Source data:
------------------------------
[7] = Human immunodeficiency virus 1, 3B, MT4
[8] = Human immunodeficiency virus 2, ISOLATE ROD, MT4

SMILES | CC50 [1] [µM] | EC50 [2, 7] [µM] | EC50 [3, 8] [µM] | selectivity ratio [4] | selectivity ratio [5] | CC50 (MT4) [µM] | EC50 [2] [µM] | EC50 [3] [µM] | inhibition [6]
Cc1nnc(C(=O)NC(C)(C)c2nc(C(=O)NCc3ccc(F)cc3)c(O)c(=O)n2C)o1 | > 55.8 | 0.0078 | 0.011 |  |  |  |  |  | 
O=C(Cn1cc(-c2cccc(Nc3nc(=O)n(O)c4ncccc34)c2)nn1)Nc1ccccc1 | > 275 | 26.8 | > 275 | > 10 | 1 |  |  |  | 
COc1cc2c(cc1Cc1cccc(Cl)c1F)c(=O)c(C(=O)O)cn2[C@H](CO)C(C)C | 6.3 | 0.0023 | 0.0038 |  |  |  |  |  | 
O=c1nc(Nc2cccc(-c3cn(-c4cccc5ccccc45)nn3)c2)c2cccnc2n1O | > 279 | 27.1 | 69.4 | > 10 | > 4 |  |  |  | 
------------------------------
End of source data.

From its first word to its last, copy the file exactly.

[7] = Human immunodeficiency virus 1, 3B, MT4
[8] = Human immunodeficiency virus 2, ISOLATE ROD, MT4

SMILES | CC50 [1] [µM] | EC50 [2, 7] [µM] | EC50 [3, 8] [µM] | selectivity ratio [4] | selectivity ratio [5] | CC50 (MT4) [µM] | EC50 [2] [µM] | EC50 [3] [µM] | inhibition [6]
Cc1nnc(C(=O)NC(C)(C)c2nc(C(=O)NCc3ccc(F)cc3)c(O)c(=O)n2C)o1 | > 55.8 | 0.0078 | 0.011 |  |  |  |  |  | 
O=C(Cn1cc(-c2cccc(Nc3nc(=O)n(O)c4ncccc34)c2)nn1)Nc1ccccc1 | > 275 | 26.8 | > 275 | > 10 | 1 |  |  |  | 
COc1cc2c(cc1Cc1cccc(Cl)c1F)c(=O)c(C(=O)O)cn2[C@H](CO)C(C)C | 6.3 | 0.0023 | 0.0038 |  |  |  |  |  | 
O=c1nc(Nc2cccc(-c3cn(-c4cccc5ccccc45)nn3)c2)c2cccnc2n1O | > 279 | 27.1 | 69.4 | > 10 | > 4 |  |  |  | 